The advocates of denominationalism often say that we are all reading from the same Bible, and that we are all going to the same place. Perhaps the following illustration will help us: Five farmers bought a sack of seed and agreed to plant their respective fields with the seed that came from that bag. The seed was supposed to have been pure. After some weeks had passed these farmers came together to report their yield. The first report was, “The seed that I took from that bag produced some of the finest rice that I have ever seen.” Somewhat chagrined, the second said, “That’s odd, for the seed I took out of that bag produced fine-staple cotton.” Then, the third spoke, “This is most peculiar, indeed. The seed I took from that bag yielded turnips.” The fourth replied, “My seed yielded lettuce.” The fifth report was, “The seed that I took from that bag produced wheat.” Can you imagine a thing of that kind? Suppose such really happened, how would you explain it? There would be one of four explanations:
(1) Perhaps the seed was impure. (2) Maybe the fields had been previously sown with some other seed that choked out the seed that was taken from the bag. (3) Maybe they misnamed their products—that is, the fellow who produced rice really produced cotton, and thought it was rice, or the man who produced turnips had cotton and thought it was turnips.
(4) If one of the former three things were true, these men surely did not all plant the seed that came from the same bag.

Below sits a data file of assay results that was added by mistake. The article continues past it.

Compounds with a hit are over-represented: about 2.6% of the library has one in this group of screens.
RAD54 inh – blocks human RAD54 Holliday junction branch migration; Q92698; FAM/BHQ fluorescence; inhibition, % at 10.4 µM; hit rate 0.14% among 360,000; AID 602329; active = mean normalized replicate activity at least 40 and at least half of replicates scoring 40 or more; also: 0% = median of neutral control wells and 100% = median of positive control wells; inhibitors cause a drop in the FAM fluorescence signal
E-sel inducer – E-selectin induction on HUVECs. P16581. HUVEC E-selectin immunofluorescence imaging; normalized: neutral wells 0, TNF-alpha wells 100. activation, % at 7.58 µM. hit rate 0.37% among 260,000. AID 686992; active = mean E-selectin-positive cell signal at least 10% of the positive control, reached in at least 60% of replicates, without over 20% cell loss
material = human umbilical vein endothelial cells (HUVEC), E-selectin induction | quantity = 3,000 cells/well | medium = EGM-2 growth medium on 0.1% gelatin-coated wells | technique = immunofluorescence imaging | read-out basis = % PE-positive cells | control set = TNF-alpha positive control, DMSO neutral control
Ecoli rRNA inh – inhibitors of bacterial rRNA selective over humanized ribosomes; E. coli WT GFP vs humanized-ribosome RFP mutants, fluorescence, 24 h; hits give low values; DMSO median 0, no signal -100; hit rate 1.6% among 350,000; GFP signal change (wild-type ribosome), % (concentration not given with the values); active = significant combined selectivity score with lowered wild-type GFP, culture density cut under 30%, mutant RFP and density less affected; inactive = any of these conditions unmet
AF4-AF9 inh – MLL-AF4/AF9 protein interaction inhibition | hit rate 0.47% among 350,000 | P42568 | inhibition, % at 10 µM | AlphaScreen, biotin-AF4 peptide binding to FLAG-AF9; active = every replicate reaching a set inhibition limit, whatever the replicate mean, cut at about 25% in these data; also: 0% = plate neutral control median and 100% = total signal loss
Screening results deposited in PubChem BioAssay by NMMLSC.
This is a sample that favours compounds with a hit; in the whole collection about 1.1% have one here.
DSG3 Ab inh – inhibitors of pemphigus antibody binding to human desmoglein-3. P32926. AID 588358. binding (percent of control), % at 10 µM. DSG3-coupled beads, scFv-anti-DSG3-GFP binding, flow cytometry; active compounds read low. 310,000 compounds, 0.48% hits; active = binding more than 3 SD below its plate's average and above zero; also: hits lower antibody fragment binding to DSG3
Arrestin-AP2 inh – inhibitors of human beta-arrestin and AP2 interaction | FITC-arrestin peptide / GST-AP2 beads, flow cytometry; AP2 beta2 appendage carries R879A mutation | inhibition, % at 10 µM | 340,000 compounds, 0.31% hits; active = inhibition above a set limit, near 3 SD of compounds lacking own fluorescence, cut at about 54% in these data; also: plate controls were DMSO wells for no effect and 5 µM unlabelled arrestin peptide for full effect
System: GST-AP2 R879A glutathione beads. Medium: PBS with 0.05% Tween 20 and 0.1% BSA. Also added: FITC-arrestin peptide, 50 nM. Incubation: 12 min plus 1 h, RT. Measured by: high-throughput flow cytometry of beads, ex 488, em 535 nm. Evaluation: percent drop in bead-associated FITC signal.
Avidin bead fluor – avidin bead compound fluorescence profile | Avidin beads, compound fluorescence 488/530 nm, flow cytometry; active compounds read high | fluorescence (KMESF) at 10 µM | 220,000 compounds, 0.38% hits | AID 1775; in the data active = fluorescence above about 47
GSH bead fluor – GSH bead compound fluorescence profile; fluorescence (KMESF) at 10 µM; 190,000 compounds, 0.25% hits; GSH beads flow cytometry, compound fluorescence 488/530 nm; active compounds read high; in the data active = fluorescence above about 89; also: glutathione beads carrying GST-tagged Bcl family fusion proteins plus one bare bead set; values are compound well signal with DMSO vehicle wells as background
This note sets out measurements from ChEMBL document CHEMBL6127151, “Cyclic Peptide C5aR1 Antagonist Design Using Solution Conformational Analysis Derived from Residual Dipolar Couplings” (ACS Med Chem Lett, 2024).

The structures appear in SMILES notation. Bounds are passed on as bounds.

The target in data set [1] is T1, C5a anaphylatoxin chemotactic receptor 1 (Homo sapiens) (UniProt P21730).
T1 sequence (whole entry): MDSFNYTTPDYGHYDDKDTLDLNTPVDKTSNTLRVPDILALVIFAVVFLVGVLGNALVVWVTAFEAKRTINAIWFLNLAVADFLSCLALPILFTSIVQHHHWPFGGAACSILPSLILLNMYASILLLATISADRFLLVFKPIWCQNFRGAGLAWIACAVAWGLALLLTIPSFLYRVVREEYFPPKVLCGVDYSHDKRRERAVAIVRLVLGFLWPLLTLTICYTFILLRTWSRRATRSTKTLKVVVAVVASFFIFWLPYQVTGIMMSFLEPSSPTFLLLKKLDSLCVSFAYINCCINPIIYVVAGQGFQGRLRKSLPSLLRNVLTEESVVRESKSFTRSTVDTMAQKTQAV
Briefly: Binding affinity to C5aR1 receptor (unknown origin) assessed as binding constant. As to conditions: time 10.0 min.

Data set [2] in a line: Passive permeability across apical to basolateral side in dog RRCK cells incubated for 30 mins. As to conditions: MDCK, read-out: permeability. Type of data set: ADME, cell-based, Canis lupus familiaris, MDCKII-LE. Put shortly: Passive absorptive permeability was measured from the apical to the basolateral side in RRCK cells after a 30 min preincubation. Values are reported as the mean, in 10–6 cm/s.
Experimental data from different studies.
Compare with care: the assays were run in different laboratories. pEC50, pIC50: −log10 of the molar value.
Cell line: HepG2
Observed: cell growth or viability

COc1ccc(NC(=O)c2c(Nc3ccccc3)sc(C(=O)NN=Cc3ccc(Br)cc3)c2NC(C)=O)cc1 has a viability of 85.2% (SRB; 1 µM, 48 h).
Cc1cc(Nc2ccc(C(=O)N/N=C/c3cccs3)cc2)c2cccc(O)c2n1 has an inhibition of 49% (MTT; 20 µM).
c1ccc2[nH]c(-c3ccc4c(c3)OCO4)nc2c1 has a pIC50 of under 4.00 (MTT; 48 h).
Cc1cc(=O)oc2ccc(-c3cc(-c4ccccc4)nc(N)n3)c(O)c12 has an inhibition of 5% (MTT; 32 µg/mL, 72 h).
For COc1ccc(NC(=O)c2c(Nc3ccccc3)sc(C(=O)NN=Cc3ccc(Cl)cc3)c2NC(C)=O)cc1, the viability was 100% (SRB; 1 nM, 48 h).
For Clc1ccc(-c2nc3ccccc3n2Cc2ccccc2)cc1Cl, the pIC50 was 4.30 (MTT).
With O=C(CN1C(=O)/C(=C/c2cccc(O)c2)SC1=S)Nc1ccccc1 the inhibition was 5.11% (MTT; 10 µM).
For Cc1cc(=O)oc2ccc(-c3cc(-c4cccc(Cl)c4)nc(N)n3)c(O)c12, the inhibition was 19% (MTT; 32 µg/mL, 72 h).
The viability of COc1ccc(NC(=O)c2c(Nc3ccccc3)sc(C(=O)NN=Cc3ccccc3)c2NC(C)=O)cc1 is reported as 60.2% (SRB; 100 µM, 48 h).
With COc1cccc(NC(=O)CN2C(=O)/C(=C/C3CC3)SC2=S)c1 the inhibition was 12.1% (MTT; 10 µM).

Do we not have the same predicament religiously? How could one teach that there is nothing to the virgin birth, and another one teach from the same book that the virgin birth is upheld in the Bible? Could both of these men be preaching from the same Bible? How “can two walk together, except they be agreed?” (Amos 3:3). We cannot differ and both be right. Both may be wrong, but both cannot be right, if their teaching is contradictory.
May we restudy the problem of denominationalism, and, in light of the Scriptures, see if it be the problem, or the answer to the problem. The Bible is right, and by it one can come to know exactly what God desires. Denominationalism ignores the divine standard of unity. Its name suggests division.
The Making of Laws Where
God Has Not Made Them
The Lord speaks of baptism as a burial. Denominations have sanctioned sprinkling and pouring as substitutes for this burial. Which is right?
Faith in the Church
It causes man to believe that the church is not very important. Its advocates believe that one can be a member of any church, or none and be perfectly all right. Is one church really as good as another? Can a man build a church as good as the one the Lord built? That one cost the blood of Christ (Acts ). To it God adds the saved (Acts ). In it we are reconciled to God (Ephesians -16). When one says, “You do not have to be a member of the church to be saved,” surely he isn’t speaking of the Lord’s church, for the Lord’s church is composed of the saved (Acts ). In fact, the Bible gives great emphasis to the church of the Lord.
Man’s Personal Desire
Above That of the Lord
What you think, and what I think, is insignificant, compared to what the Bible specifically says. The Lord has all authority, “both in heaven and on earth” (Matthew 28:18). What about denominationalism? Is it founded upon the Bible? Does it have the Bible as its authority, or is it governed by the thinking of men? The Bible is truth. In it there are no contradictions. When two people follow this Guide, there will be unity between them.
May the Lord bless you in your search for the way of righteousness.